Banks are the backbone of the economy of any country. The stronger it is the stronger the economy will be. Unluckily, the Public Sector banks in India are undergoing a massive quantity of NPAs. The RBI report of the Financial Year 2018-19 reveals that more than 6,801 bank fraud cases took place, which caused the banks to incur a heavy loss of more than 70,000 crore rupees. Keeping this in mind, on April 1, 2020, 6 more banks were merged and thus at present, only 12 public Sector Banks are there as against 27 in the year 2017. After the merger, all the existing banks have become so big in terms of capital that they can compete directly with the global banks. Their lending capacity has increased manifold. The infusion of 55,250 crores in such banks has strengthened them further. They can now provide loans for big infrastructures in the country thus accelerating rapid growth and creating jobs and thereby paving a way for the country to be a $5 trillion dollar economy soon. After the lockdown, all these banks will become fully functional.

This lockdown has encouraged all the online businesses and transactions. The unorganized sector will be at the last rung of growth.

After the lockdown, work from home activities will increase; online businesses will soar; online banking will come into trend. Since the online trend will increase, the GST collections will also increase. The banks will have enough liquidity for a healthy business.

The Indian stocks experienced a sharp decline of 30% during the lockdown, which is the lowest ever. After the lockdown, the stocks will succeed in attracting investments but slowly as still China on April 12, 2020, indicated the re-spread of COVID-19, which would never allow the situation normal in the stocks of the world so soon. However, this is a ripe time that investors invested into the stocks for higher gain in future.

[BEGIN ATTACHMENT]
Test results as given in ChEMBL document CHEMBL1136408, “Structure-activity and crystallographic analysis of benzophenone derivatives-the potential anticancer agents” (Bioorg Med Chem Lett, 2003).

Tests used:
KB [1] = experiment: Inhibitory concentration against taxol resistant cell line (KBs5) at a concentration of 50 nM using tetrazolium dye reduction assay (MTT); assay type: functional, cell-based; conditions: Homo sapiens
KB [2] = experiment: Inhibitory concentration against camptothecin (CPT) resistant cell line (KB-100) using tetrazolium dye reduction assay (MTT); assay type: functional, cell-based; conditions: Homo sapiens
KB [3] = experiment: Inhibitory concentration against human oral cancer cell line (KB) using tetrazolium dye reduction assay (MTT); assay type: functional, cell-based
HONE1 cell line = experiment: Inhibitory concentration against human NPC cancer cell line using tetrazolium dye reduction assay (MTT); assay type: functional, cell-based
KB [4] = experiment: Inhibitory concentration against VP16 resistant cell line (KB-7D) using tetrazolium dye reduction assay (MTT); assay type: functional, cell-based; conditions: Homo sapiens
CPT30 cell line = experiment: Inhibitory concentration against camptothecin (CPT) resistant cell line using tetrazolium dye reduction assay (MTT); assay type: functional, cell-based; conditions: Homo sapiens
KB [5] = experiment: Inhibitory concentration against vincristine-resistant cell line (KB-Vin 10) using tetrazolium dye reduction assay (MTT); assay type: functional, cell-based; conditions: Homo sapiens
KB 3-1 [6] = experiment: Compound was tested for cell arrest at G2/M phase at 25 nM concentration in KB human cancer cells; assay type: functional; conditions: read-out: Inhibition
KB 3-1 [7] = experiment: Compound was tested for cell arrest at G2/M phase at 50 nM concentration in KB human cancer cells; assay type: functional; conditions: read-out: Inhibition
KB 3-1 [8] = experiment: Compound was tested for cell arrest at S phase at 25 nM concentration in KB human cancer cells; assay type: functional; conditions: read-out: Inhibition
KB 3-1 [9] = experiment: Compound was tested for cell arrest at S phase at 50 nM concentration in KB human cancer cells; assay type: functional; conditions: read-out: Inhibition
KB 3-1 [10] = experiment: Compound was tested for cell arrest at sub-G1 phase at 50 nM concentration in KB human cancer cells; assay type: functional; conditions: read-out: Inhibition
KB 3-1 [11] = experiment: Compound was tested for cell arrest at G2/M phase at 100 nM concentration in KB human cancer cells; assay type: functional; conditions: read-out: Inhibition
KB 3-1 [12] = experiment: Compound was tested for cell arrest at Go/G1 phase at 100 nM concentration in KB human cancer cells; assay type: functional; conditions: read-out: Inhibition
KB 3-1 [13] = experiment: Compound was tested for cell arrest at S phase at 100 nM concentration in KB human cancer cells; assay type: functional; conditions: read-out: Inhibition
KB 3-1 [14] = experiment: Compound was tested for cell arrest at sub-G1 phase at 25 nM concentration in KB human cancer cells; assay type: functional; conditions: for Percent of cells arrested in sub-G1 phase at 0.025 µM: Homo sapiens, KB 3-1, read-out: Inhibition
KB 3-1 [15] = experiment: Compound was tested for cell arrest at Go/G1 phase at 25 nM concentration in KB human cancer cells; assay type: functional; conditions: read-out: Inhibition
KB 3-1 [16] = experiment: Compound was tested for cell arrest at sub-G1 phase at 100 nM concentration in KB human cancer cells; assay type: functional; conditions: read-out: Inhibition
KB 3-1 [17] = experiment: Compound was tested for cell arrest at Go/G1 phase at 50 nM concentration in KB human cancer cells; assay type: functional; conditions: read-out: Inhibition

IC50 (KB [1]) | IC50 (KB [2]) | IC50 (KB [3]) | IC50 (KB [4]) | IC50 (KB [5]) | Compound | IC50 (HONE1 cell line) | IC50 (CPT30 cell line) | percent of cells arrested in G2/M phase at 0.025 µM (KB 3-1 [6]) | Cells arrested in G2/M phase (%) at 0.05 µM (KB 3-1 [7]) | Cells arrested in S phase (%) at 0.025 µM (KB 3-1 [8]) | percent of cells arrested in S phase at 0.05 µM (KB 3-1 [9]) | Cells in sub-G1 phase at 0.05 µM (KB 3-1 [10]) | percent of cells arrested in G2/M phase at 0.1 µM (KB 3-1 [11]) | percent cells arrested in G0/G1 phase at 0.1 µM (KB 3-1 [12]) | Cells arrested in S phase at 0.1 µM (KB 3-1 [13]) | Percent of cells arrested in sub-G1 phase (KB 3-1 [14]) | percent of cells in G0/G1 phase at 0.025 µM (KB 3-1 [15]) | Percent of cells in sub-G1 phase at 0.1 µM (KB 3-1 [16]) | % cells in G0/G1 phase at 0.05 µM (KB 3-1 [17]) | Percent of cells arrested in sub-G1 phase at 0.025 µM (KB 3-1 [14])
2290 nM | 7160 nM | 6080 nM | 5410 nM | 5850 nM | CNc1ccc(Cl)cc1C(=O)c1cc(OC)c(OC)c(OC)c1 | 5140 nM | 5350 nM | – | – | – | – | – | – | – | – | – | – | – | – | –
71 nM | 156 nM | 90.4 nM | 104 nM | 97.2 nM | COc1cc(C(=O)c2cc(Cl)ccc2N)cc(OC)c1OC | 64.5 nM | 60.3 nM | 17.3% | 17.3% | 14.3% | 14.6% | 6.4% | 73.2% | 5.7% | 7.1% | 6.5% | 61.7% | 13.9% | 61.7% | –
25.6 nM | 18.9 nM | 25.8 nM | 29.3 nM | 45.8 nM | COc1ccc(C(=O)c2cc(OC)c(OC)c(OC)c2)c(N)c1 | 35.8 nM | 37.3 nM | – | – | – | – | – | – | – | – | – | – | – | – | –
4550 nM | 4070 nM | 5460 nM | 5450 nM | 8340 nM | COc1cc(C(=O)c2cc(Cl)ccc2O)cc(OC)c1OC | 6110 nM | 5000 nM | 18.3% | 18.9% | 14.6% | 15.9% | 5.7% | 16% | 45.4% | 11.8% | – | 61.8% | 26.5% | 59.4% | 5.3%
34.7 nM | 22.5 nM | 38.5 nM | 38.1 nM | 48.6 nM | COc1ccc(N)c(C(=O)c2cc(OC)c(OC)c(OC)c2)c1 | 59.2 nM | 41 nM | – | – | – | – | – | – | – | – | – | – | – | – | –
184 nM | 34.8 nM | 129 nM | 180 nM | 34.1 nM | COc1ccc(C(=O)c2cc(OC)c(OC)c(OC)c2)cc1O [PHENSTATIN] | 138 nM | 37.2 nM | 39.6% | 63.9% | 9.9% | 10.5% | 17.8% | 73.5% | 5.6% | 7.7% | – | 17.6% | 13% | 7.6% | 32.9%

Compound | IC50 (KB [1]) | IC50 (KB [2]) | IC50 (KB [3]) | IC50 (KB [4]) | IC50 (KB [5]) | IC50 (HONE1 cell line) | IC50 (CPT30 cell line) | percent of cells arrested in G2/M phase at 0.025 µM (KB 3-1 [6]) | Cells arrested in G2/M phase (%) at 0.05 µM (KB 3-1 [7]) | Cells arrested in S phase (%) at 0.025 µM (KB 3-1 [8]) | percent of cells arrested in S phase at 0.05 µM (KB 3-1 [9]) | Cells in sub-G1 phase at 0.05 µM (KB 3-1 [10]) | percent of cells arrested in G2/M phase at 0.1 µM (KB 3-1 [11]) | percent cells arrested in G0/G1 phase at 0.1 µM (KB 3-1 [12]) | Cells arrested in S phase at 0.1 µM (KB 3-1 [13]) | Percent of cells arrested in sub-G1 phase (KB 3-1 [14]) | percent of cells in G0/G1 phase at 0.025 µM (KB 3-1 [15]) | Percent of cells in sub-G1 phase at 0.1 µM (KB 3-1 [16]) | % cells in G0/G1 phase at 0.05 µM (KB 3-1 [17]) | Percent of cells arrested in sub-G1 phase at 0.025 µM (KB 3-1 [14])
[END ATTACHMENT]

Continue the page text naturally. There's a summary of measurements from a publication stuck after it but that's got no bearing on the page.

Other Sectors impacted by the Lockdown:-

  1. Moody’s cautioned that scarcity of resources to support Business will amplify the corona-induced shock in the emerging economies, such as India.
  2. The agriculture sector contributes nearly $ 265 billion to the GDP and employs 60% workforce will get serious effect. It is the critical time when the crops are to be harvested. The absence of labour force and transportation problems will serious implications.
  3. Real Estate and automobile sectors have had serious effect. According to CARE ratings ‘The automobiles could see volume decline by 15% – 16% in the current fiscal year.
  4. The unemployment rates were at a 45 year high. By the end of March 2020, the unemployment rate was 8.75 as against 7.16 in January.

Measures to be taken

The IMF Chief Economist Gita Gopinath said:

Central banks should be ready to provide ample liquidity to banks and non-bank finance companies, particularly to those lending to small and medium sized enterprises, which may be less prepared to withstand a sharp disruption. Governments could offer temporary and targeted credit guarantees for the near-term liquidity needs of these firms.

Raghuram Rajan has suggested targeted aid for SMEs. Nobel laureate Abhijit Banerjee suggested direct cash transfers to the most vulnerable and those living on the margins.

Measures taken and to be taken by the government to soften the impact of the lockdown:

  1. Cut in bank rates
  2. Relaxation of dates of filing taxes
  3. Immediate release of the refunds.
  4. Bail-out packages for bankrupted sectors
  5. Rearrangement of supply chains

Also read:-

Organic Farming in India

Women Security in India

Water Crisis in India